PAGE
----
Dr. Royce Montgomery, visiting lecturer at the ECU School of Dental Medicine and anatomist extraordinaire, received a Living Legend Award from the University of North Carolina School of Medicine during the 38thAnnual Zollicoffer-Merrimon Banquet at the Carolina Club in Chapel Hill February 8, 2019.
The Zollicoffer Living Legend Award was established in 2012 by Dr. Michael Zollicoffer to recognize the dedication of faculty, staff, physicians, educators, mentors, and community members who have made lasting impacts on the lives of students and communities.
Award honorees are recognized as change-agents in their community. Nominated by the staff of the UNC School of Medicine’s Office of Special Programs’ Medical Education Development (MED) Program, Montgomery was selected for the award in honor of his passion for and dedication to teaching and mentoring medical students over a 50-year career at UNC.
Montgomery taught over 7,000 students in both the medical and dental schools at UNC-Chapel Hill over the course of his career, as well as directed the school’s MED anatomy course from its inception in 1974 to his retirement in 2013. He has also been a guest lecturer in the foundational biological sciences at the ECU School of Dental Medicine for the past three years, instructing beginning dental students in their first and second terms on basic head and neck anatomy.
Dr. Todd Watkins, the ECU dental school’s assistant dean for dental education and informatics, was a student of Montgomery’s in the 1980s.
“Royce Montgomery had a profound impact on my life,” Watkins said. “Yes, he taught me gross anatomy in dental school, but, more importantly, he was a tenacious partner in making me want to be a dental educator. He demanded that his students strove to understand the content instead of settling for passing tests.”
The two spent countless hours together, Watkins added, making precise cross-sections through human brains to build one of the first 3-D wireframes of human neuroanatomy using AutoCAD 1.0 in 1986. Watkins won awards for that research. Their project was the first American Dental Association table clinic with computers; that project led Watkins to his first teaching job after dental school, and Watkins credits Montgomery for building the foundation for everything he achieved thereafter.
“Royce once told me, ‘Son, people don’t come by knowledge easily. Learn it to the level that you can teach it to others.’ I have tried to meet that challenge and have been incredibly fortunate to have been mentored by this living legend. Most importantly, I am proud to have him as a friend and colleague. Nobody deserves this honor more.”
Montgomery has been recognized by UNC-Chapel Hill on at least 14 prior occasions for excellence in teaching. He devotes time and financial support to fundraising campaigns for the MED Program. The staff of MED looks forward each summer to his annual “History of Anatomy” lecture to begin the gross anatomy course. He also continues to reach the next generation of learners. He has guest lectured for visiting school groups from across the state and a host of other medical and dental groups and organizations all of whom benefit from this legendary lecturer and enthusiastic educator.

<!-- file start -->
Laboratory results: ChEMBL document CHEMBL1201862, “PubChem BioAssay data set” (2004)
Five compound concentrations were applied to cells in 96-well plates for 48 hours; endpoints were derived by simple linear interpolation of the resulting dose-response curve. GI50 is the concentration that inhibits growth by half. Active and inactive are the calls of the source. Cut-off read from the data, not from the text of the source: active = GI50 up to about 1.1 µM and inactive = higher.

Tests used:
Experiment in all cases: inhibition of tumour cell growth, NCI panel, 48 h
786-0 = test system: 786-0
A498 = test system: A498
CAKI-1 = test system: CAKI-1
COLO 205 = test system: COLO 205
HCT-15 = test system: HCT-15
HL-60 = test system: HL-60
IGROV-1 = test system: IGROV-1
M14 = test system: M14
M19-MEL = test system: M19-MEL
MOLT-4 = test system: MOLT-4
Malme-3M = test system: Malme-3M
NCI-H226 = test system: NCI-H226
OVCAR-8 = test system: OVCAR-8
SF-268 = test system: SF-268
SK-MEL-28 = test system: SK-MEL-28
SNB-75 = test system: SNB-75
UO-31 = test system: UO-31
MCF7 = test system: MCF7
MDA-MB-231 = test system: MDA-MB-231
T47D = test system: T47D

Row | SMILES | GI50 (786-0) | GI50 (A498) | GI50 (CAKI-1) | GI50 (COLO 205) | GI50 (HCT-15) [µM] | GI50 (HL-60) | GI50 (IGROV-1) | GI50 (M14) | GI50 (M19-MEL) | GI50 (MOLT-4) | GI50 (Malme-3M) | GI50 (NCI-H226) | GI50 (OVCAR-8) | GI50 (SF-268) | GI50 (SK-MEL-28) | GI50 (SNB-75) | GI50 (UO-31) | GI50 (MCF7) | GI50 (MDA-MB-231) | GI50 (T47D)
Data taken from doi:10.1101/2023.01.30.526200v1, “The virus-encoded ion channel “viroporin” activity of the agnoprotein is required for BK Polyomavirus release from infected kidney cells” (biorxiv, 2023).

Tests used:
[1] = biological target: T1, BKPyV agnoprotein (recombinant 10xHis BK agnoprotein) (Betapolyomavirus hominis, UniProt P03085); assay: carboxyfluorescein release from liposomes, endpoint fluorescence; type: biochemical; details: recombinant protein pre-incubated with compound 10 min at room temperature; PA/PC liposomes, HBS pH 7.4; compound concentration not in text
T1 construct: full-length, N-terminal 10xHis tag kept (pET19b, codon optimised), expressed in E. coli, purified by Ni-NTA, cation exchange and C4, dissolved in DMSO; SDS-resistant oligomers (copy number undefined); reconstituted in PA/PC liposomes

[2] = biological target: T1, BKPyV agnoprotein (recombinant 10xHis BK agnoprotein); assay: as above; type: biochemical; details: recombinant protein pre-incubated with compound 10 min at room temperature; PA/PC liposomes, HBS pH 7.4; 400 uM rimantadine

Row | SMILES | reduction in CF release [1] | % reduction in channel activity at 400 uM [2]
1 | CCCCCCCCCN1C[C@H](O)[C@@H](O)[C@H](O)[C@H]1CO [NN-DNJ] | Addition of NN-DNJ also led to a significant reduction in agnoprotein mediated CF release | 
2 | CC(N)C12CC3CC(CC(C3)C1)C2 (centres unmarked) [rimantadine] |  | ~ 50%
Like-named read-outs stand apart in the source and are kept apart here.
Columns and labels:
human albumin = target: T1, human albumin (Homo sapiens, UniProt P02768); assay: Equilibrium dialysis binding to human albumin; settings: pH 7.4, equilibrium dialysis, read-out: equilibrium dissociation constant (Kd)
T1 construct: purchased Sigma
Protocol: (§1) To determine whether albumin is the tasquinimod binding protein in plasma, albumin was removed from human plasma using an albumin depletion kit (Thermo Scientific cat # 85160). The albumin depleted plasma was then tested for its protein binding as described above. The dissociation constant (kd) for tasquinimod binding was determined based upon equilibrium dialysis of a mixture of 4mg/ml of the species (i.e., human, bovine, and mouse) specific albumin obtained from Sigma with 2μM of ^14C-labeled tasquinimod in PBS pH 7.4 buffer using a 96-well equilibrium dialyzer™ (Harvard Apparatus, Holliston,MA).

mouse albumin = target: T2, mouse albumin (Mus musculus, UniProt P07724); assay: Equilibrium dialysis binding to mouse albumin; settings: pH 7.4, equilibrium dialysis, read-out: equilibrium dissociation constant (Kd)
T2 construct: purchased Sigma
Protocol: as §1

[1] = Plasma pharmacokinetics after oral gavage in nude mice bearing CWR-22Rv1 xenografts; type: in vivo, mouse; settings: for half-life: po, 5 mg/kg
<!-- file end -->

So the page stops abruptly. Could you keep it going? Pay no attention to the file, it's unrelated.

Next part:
Dr. Alvin “Rocky” Underwood, clinical assistant professor of endodontics at ECU, was a student at the UNC School of Dentistry in the 1970s, and he remembers well the classes taught by Montgomery.
“It has been 44 years since I was his student,” Underwood said. “He is a legend among many generations of dental and medical students. Our students are extremely fortunate to have him as their gross anatomy instructor.”
In a letter of support for Dr. Montgomery’s Lifetime Achievement Award in Medical Education from the UNC medical school in 2009, Dr. Kurt Gilliland, associate professor of cell biology and physiology at UNC, wrote the following:
“Dr. Montgomery’s teaching has been recognized on many occasions, as evidenced by 13 teaching awards. In 1994, The News and Observer featured Dr. Montgomery with a full-page article and photograph series, entitled ‘Montgomery’s Ward.’ The article chronicled his storied career and fame throughout North Carolina as an educator. The current first-year medical class has embraced Dr. Montgomery, his dissection prowess, and his quick wit by including his picture on their class t-shirt. Furthermore, the students ended their class ‘Structure and Development’ with a humorous dialog on the course forum entitled ‘Montgomery-isms.’ The 74 comments (with 2274 views) indicate the students’ infatuation with his knowledge, laboratory ability, and entertaining examination reviews.
In addition to numerous scholarly publications, Dr. Montgomery has also co-authored 17 textbooks or review books of gross anatomy. Behind the scenes, he has served on numerous curriculum committees and has mentored many faculty members as they begin their careers in medical education. The students probably do not realize that faculty members strategically position themselves in the laboratory next to Dr. Montgomery so that they can learn from him while they teach the students.
Whenever I have an opportunity, I enjoy sitting down with Dr. Montgomery for a cup of coffee. His stories of funny students, his experience with unusual cadavers, and his institutional memory of the UNC School of Medicine are both amazing and impressive.”